Today's Oscar nominations announcement brought an end to months of speculation among film fans and, of course, the start of an even more contentious period leading up to the actual ceremony itself. Naturally, that's all part of the fun surrounding this time of year, but one can't completely deny the reality that the Oscars truly mean something important … even if its origins point toward a much different conclusion. Smaller movies that otherwise might've flown under the radar suddenly enjoy a much brighter spotlight. In a refreshing break from gatekeeping norms, casual audiences are invited to join in on the kinds of debates and celebrations that the average /Film reader seeks out on a daily basis. Look no further than the box office success that followed "Parasite" after winning Best Picture in 2020. And yet, just one glaring omission is enough to put a damper on things.
Although the overall results turned out more promising than most dared to hope, even that comparison to Bong Joon-ho's acclaimed film can't help but turn sour in light of this year's Oscar nominations. Only three years after it seemed like Hollywood was starting to recognize the incredible wealth of riches offered in South Korean cinema, the harsh light of reality in 2023 shows us just how far we have to go. Inexplicably, the brilliant "Decision to Leave" ended up being completely shut out from contention.
Snubs and surprises are no stranger to the Oscars conversation in any given year, but something feels particularly galling about the lack of any sort of recognition for "Decision to Leave." A thrilling, unpredictable, and deeply affecting throwback to the best of Alfred Hitchcock's career, the film offers much of what the industry typically loves to reward … but failed to this time around. Frankly, it's baffling.
Take Your Pick!
The Academy could've easily rewarded multiple areas of "Decision to Leave" to an overwhelming degree.
Take the incredible visuals authored by cinematographer Kim Ji-yong, for instance. The painstaking compositions and realism-shattering moments of connection prevalent throughout the film have already made waves in certain corners of Film Twitter, displaying a master's appreciation for filmmaking fundamentals that works hand-in-hand with the twisting and turning story. As Jang Hae-joon investigates the suspicious death of a mountain-climbing hobbyist, the all-too-calm and shockingly lackadaisical demeanor of the victim's widowed wife Song Seo-rae only invites more and more interest. A detective yarn in the vein of classic romances and procedurals, the detective develops an ill-advised obsession with the suspect that spirals with as much chaotic precision as the blocking and framing that quite literally boxes the character in at times.
If that's not enough, there's the deceptively nuanced performance by actor Tang Wei. Saddled with a classic archetype that typically shuns any deeper exploration — a femme fatale's inherent sense of unknowable mystery is part of the appeal, after all — Tang Wei adds all sorts of fascinating touches that only enhance Park Chan-wook and Chung Seo-kyung's script. Though gifted with some absolutely killer lines ("The moment you said you loved me, your love is over. The moment your love ends, my love begins"), Tang Wei communicates even more with only the flicker of her eyes, a quirk of a smile, the hint of innocence and malevolence in equal measure. Acting nominees tend to go to the showiest displays, but it's criminal that this co-leading performance has gone unnoticed.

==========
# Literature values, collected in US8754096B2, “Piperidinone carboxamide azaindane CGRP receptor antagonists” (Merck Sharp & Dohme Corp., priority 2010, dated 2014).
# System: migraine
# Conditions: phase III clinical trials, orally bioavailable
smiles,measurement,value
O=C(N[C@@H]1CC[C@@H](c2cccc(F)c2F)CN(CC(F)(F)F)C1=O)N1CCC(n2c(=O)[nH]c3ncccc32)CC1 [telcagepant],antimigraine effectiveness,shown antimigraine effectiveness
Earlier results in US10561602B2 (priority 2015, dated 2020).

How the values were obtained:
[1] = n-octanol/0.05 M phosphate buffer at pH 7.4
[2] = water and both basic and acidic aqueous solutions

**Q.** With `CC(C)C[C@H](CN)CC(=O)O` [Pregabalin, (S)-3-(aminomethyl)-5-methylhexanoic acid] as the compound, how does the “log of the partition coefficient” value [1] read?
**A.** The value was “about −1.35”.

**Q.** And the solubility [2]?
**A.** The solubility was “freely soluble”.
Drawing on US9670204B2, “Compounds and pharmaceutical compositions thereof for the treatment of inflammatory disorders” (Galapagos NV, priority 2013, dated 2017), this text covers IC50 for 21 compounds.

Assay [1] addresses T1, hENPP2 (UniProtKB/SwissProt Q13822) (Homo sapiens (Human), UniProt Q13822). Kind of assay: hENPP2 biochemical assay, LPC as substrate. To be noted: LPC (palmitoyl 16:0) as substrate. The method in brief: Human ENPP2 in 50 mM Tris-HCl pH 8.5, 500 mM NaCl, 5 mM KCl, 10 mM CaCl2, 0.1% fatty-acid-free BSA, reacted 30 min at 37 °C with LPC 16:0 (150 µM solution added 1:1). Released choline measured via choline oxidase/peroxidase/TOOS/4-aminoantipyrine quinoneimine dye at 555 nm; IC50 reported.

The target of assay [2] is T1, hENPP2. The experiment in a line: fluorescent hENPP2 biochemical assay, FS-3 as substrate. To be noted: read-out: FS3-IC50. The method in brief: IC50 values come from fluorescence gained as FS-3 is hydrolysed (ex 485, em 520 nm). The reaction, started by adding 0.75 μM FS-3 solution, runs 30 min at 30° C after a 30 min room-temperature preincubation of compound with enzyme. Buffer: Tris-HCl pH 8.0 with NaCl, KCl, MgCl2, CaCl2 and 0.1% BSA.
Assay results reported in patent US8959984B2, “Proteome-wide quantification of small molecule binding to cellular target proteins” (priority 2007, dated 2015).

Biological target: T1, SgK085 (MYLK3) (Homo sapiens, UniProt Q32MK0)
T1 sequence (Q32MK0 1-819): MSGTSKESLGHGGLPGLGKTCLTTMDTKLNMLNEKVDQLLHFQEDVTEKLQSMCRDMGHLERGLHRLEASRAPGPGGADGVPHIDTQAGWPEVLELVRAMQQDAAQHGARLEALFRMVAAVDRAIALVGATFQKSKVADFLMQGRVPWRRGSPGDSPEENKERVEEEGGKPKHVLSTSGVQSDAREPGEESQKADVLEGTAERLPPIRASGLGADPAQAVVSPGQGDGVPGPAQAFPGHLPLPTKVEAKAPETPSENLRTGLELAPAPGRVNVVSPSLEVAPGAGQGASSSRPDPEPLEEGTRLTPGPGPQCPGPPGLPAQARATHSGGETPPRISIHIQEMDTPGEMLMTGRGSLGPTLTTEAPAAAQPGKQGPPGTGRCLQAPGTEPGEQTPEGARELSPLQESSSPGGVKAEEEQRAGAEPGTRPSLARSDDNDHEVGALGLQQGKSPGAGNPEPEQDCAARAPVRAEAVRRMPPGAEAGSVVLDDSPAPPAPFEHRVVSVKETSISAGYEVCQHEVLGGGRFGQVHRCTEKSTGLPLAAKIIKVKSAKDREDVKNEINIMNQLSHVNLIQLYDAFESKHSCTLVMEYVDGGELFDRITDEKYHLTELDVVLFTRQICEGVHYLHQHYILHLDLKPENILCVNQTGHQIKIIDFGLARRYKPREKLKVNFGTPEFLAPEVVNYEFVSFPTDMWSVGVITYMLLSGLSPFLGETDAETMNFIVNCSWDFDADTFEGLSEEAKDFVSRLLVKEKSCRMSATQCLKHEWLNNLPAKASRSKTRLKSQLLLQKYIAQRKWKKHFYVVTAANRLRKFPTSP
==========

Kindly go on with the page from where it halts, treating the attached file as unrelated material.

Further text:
Every filmmaking choice made in "Decision to Leave" reflects the confidence and storytelling acumen of a filmmaker of Park Chan-wook's caliber, but his latest came up short there, too, denied the coveted Best Picture nomination.
The symbolic push and pull between the mountain and the sea makes up a large part of the central conflict in "Decision to Leave," but not even the main players involved could've anticipated the real obstacle the film would be forced to contend with: the whims of awards voters.
It's hardly worth rehashing director Bong Joon-ho's passionate appeal to look beyond the "one-inch tall barrier" of subtitles and open up an entire world of storytelling at our fingertips, but that's one aspect that feels impossible to overlook when conducting a post-mortem on "Decision to Leave." Remember, for all the glitz and glamor involved in these ceremonies, every award and accolade comes down to the simple matter of official voters bothering to leave their comfort zones and actually seeking out any and all worthy entries. When the parameters for what counts as "Oscar-worthy" is left up to every individual to define on their own and given the widely-publicized demographics making up the bulk of Academy voters, it's easy to understand why certain kinds of movies (read: international films with non-white casts) would be left out in the cold. The surprise Best Picture win for "Parasite," as it turns out, was an exception to the rule.
But if there's one major positive to be found even in the midst of unforgivable Oscars snubs, it's this: Even the films that failed to make an impact with the gatekeepers of the industry still provide a perfect opportunity to bring attention to them. If you haven't yet watched "Decision to Leave," consider this a call to arms to head on over to MUBI (if you're not a subscriber, you can currently grab a free trial here) and experience Park Chan-wook's latest masterpiece for yourself. Unlike the Academy voters who may or may not come to discover their egregious mistake in due time, you won't regret it.
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The post Three Years After Parasite's Big Win, the 2023 Oscars Overlooked Another Korean Masterpiece appeared first on /Film.